Direct download (6 more)  
     
    Export citation  
     
    My bibliography   2 citations  
  43. Eric Stencil (2010). Causation & Laws of Nature in Early Modern Philosophy (Review). Journal of the History of Philosophy 48 (4):524-526.
    In Causation & Laws of Nature in Early Modern Philosophy, Walter Ott offers us a fascinating account of the development of theories of causation and laws of nature in the early modern period. The central theme of the book traces the development of two approaches to causation in the period: the “top-down analysis” and the “bottom-up analysis.” According to the former approach, the laws of nature are not “fixed by the natures of the objects (...)
    Direct download (5 more)  
     
    Export citation  
     
    My bibliography  
  44. John Roberts (1999). "Laws of Nature" as an Indexical Term: A Reinterpretation of Lewis's Best-System Analysis. Philosophy of Science 66 (3):511.
    David Lewis's best-system analysis of laws of nature is perhaps the best known sophisticated regularity theory of laws. Its strengths are widely recognized, even by some of its ablest critics. Yet it suffers from what appears to be a glaring weakness: It seems to grant an arbitrary privilege to the standards of our own scientific culture. I argue that by reformulating, or reinterpreting, Lewis's exposition of the best-system analysis, we arrive at a view that is free of (...)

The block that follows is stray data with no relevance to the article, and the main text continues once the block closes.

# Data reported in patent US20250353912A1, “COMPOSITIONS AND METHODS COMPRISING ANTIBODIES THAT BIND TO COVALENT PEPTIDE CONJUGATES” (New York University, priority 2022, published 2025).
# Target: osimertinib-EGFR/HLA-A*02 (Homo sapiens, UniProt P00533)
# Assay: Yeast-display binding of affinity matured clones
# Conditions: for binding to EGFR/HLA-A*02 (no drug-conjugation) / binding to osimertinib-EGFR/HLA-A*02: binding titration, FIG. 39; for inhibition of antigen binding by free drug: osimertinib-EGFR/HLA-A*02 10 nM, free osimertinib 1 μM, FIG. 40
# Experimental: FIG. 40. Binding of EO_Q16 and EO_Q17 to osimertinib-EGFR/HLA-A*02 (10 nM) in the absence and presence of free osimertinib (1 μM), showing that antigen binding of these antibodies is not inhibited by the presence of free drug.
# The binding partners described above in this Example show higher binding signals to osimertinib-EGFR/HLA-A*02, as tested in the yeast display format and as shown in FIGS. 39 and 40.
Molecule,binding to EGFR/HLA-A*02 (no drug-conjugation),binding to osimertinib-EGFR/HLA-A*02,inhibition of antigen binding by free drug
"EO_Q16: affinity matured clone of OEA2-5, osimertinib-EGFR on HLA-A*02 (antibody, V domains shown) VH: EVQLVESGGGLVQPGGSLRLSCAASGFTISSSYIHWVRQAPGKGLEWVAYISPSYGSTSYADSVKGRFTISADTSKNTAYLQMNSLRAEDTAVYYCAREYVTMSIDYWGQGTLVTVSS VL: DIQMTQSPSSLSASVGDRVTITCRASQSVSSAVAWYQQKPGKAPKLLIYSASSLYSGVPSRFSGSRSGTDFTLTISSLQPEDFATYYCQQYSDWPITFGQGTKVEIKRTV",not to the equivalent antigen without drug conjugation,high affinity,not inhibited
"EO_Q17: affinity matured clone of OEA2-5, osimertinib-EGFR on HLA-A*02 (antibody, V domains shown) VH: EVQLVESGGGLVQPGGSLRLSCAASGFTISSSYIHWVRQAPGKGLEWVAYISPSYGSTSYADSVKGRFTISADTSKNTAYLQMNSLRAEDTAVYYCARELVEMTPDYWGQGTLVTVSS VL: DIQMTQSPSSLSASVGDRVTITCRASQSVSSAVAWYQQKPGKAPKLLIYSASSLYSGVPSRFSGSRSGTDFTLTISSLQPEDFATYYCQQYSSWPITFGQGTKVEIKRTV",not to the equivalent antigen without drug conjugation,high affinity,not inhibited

Direct download (5 more)  
     
    Export citation  
     
    My bibliography   1 citation  
  45. Heather Demarest (2012). Do Counterfactuals Ground the Laws of Nature? A Critique of Lange. Philosophy of Science 79 (3):333-344.
    Most philosophers of science hold that the laws of nature play an important role in determining which counterfactuals are true. Marc Lange reverses this dependence, arguing that it is the truth of certain counterfactuals that determines which statements are laws. I argue that the context sensitivity of counterfactual sentences makes it impossible for them to determine the laws. Next, I argue that Lange’s view cannot avoid additional counterexamples concerning nested counterfactuals. Finally, I argue that Lange’s counterfacts, (...)
    Direct download (4 more)  
     
    Export citation  
     
    My bibliography  
  46. James Kreines (2009). Kant on the Laws of Nature: Laws, Necessitation, and the Limitation of Our Knowledge. European Journal of Philosophy 17 (4):527-558.
    Consider the laws of nature—the laws of physics, for example. One familiar philosophical question about laws is this: what is it to be a law of nature? More specifically, is a law of nature a regularity, or a generalization stating a regularity? Or is it something else? Another philosophical question is: how, and to what extent, can we have knowledge of the laws of nature? I am interested here in Kant's answers to (...)